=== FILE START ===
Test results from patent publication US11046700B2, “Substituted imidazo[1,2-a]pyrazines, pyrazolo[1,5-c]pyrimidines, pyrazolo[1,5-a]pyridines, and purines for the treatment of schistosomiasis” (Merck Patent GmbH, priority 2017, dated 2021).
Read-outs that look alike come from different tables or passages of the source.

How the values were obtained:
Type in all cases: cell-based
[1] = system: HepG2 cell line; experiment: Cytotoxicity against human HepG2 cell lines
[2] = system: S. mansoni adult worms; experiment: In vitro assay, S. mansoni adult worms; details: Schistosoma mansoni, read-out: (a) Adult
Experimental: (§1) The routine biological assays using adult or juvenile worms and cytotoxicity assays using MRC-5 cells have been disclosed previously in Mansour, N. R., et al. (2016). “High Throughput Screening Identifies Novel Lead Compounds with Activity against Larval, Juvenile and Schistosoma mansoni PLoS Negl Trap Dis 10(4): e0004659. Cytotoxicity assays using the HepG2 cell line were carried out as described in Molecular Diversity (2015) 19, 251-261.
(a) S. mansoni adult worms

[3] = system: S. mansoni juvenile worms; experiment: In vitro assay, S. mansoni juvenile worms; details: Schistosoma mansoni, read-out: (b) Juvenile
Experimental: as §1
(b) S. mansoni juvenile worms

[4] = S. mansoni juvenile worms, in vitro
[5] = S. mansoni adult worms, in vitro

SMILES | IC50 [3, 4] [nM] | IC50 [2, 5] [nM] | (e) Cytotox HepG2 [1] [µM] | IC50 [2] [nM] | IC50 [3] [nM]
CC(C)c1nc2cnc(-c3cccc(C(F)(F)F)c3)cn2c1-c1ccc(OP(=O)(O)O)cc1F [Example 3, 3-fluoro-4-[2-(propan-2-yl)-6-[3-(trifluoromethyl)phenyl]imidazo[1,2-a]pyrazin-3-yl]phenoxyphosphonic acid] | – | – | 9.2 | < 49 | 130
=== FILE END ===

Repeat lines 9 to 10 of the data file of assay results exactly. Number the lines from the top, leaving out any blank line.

[3] = system: S. mansoni juvenile worms; experiment: In vitro assay, S. mansoni juvenile worms; details: Schistosoma mansoni, read-out: (b) Juvenile
Experimental: as §1